Eastbound traffic on the Long Island Expressway in Melville on...

Eastbound traffic on the Long Island Expressway in Melville on Monday afternoon. Credit: Newsday / Thomas A. Ferrara

While driving between Long Island Expressway Exits 46 and 70 in recent weeks, I have encountered hundreds of dangerous potholes and long, deep ridges between lanes.

With Long Islanders paying some of the highest taxes in the nation, one would think they’d find this unacceptable — and dangerous. One would think that post-winter road repairs would be done by July.

Potholes and ridges pose an extreme danger, especially for motorcycle riders changing lanes. I saw one almost lose control when the motorcycle’s front wheel tracked in one of these ridges.

When I travel out of state or upstate, I do not see these same deplorable road conditions.

Mark Silverman,

    Cold Spring Harbor

I have a question for our local politicians: When did we allow our beautiful roads to become Third World passageways?

Take a ride down the Meadowbrook or Wantagh state parkways on the way to Jones Beach, and as you avoid all the potholes, look at the overgrown medians and shoulders of these thoroughfares.

What happened to caring about the appearance and maintenance of our roads and highways?

It seems that the Southern State Parkway entrance traveling west at Exit 25 has more potholes than pavement. It is a sin what we now accept as normal. These roads are not safe to travel.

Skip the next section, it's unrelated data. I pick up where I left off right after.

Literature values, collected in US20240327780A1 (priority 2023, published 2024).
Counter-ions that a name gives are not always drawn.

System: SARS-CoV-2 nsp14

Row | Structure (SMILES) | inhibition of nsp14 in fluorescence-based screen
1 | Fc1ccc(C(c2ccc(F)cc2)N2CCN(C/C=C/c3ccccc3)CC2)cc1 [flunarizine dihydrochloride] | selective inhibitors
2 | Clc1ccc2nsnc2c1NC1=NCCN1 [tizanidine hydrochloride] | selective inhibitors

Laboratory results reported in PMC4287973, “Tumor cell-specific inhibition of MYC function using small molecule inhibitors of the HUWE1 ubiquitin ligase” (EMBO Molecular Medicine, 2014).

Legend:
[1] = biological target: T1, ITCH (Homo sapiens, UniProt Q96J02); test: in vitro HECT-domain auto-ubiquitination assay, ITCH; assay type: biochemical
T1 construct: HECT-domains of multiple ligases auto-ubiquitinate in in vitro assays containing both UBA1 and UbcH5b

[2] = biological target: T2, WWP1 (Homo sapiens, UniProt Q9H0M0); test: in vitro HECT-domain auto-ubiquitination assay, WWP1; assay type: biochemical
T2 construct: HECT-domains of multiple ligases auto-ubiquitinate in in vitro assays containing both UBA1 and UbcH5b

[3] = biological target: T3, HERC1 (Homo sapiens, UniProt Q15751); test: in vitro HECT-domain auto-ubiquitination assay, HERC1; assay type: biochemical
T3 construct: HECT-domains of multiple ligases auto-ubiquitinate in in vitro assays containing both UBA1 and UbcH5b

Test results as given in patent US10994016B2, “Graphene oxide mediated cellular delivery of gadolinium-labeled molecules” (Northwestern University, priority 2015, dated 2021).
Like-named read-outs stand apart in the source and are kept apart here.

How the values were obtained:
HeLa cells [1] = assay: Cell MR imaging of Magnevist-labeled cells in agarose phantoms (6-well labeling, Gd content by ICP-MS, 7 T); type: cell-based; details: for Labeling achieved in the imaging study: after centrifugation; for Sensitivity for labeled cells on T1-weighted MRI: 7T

Tom O’Connor,

    North Bellmore

Bike lanes need to be separated from roads

I am opposed to unprotected bike lanes. When local governments draw white lines which are called bike lanes that share the road with motor vehicles, they create the false impression that it’s safe to ride your bike there. It’s not!

In my community in the Town of Brookhaven, we have such lanes on Granny Road. In some places, overgrown vegetation extends into the bike lanes, forcing cyclists to swerve briefly into vehicle lanes.

I used to ride on Granny Road with my bike, but stopped because of close calls with motor vehicles.

The only safe bike lanes are those that are protected, such as new ones on Route 347 in Smithtown, which are separated from vehicle lanes with a grassy median. These are beautiful and safe.

I’m sure barriers are expensive, but if we really want a safe riding environment, they are essential.

Peter Kelly,


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